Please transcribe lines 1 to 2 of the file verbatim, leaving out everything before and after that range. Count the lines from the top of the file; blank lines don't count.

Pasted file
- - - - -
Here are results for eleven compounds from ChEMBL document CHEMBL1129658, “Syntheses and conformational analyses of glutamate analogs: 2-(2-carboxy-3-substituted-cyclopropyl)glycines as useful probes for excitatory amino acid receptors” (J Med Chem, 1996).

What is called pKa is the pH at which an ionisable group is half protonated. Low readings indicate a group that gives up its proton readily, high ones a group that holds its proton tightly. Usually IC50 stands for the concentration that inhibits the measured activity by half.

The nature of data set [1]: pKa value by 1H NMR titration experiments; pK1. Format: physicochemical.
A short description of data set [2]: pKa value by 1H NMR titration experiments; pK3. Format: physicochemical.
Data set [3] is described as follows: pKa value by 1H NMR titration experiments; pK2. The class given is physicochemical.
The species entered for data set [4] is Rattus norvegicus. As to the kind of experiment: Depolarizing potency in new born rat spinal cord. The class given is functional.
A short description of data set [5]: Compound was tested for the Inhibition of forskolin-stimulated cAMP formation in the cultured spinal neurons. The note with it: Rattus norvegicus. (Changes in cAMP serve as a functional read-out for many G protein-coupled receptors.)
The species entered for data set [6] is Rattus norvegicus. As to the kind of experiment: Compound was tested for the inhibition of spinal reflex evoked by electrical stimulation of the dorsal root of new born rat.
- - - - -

Here are results for eleven compounds from ChEMBL document CHEMBL1129658, “Syntheses and conformational analyses of glutamate analogs: 2-(2-carboxy-3-substituted-cyclopropyl)glycines as useful probes for excitatory amino acid receptors” (J Med Chem, 1996).

What is called pKa is the pH at which an ionisable group is half protonated. Low readings indicate a group that gives up its proton readily, high ones a group that holds its proton tightly. Usually IC50 stands for the concentration that inhibits the measured activity by half.